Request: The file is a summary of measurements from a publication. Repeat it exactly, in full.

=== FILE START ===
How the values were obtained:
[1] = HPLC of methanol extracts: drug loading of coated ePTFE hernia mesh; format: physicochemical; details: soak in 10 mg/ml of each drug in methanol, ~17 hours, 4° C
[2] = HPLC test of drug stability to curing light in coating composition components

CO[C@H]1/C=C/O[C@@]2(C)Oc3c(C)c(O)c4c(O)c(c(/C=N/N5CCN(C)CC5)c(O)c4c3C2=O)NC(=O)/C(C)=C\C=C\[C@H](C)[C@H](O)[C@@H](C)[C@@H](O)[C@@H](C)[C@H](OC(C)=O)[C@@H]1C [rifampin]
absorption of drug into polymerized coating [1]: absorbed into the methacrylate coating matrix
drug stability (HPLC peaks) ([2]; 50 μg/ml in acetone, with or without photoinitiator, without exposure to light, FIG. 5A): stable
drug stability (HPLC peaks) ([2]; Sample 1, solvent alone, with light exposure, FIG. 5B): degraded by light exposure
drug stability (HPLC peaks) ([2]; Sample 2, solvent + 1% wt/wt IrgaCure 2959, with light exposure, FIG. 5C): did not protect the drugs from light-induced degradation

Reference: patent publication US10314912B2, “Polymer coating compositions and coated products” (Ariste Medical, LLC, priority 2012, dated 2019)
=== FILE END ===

How the values were obtained:
[1] = HPLC of methanol extracts: drug loading of coated ePTFE hernia mesh; format: physicochemical; details: soak in 10 mg/ml of each drug in methanol, ~17 hours, 4° C
[2] = HPLC test of drug stability to curing light in coating composition components

CO[C@H]1/C=C/O[C@@]2(C)Oc3c(C)c(O)c4c(O)c(c(/C=N/N5CCN(C)CC5)c(O)c4c3C2=O)NC(=O)/C(C)=C\C=C\[C@H](C)[C@H](O)[C@@H](C)[C@@H](O)[C@@H](C)[C@H](OC(C)=O)[C@@H]1C [rifampin]
absorption of drug into polymerized coating [1]: absorbed into the methacrylate coating matrix
drug stability (HPLC peaks) ([2]; 50 μg/ml in acetone, with or without photoinitiator, without exposure to light, FIG. 5A): stable
drug stability (HPLC peaks) ([2]; Sample 1, solvent alone, with light exposure, FIG. 5B): degraded by light exposure
drug stability (HPLC peaks) ([2]; Sample 2, solvent + 1% wt/wt IrgaCure 2959, with light exposure, FIG. 5C): did not protect the drugs from light-induced degradation

Reference: patent publication US10314912B2, “Polymer coating compositions and coated products” (Ariste Medical, LLC, priority 2012, dated 2019)